Water users urged to check weather forecasts after lake rescues
Two alerts on Lough Derg within 24 hours over weekend
Women take part in the “Dip In The Nip” fundraiser in aid of the Mercy University Hospital Foundation and cancer services at Pillmore beach in Youghal, Co Cork, yesterday. It was one of several similar events held over the weekend. Photograph: Diane Cusack
The RNLI lifeboat station on the river Shannon’s Lough Derg has urged water users to check local weather forecasts, following two alerts within 24 hours on the lake over the weekend.
A group of 70 oarsmen and women in coxed touring quad craft and a group of young kayakers were caught out in separate weather-related incidents on the lake, which is known as Ireland’s “inland sea” due to its size and sometimes-challenging nature.
The RNLI Lough Derg inshore lifeboat was involved in both alerts on Friday and Saturday, with Friday’s response being stepped up when one boat with five people on board was reported missing.
About 70 of some 101 participants in the FISA 2013 World Rowing Tour were hit by a squall while crossing the lake on Friday evening on the last leg of their week-long river Shannon tour from Carrick-on-Shannon to Limerick.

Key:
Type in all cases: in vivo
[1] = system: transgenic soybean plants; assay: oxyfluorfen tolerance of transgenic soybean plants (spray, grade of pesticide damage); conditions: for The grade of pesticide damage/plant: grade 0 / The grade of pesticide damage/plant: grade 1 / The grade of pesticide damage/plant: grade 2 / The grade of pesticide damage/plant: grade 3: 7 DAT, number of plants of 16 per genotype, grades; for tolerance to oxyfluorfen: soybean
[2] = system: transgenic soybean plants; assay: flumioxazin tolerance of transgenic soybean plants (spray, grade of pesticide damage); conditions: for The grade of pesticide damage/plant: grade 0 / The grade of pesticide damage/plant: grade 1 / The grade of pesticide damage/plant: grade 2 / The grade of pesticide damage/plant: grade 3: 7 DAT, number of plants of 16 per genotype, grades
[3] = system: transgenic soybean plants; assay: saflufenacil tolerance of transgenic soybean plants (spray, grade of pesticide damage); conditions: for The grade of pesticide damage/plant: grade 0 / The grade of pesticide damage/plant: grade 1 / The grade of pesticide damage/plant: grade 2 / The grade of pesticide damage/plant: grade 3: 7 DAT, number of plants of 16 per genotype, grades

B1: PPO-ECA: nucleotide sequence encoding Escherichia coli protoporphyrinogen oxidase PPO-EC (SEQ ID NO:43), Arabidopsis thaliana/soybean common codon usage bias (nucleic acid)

Four boats among a fleet of 18 turned back early, and the 14 that continued encountered difficulties at the narrowest and deepest part of the lake, Parker’s Point, where wind can have a funnelling effect whipping up pyramid-type waves.
All the rowers, who were from 17 countries across five continents, stayed with their boats. They were safely accounted for by gardaí in the response co-ordinated by Valentia Coast Guard. No one was hospitalised, although a small number were treated for hypothermia.
On Saturday, a group of 22 young kayakers aged between eight and 10 years was shepherded ashore by two safety boats at Whitegate, north of Killaoe, when they also encountered difficulties.
RNLI Lough Derg lifeboat helm Eleanor Hooker said that Lough Derg’s size was such that it could be particularly susceptible to changing weather conditions and low board craft would be more susceptible to wind increases than sailing craft – which relish a good breeze.
RNLI Lough Derg lifeboat coxswain Peter Clarke, who responded to Friday’s alert with crew Ger Egan and David Moore, advised boat users “to check the weather forecast before setting out, to let others know where you are going and when you anticipate arriving, to always wear a lifejacket and to carry some means of communication in case of difficulties”.
l More than 120 people, meanwhile, ignored lifeguard and Irish Coastguard advice yesterday to take part in the annual Dip in the Nip in Co Sligo.
There were high winds and a huge swell at Dunmoran Strand but with dippers coming from as far away as Mexico for the event, organiser Maire Garvey said it was simply impossible to cancel it.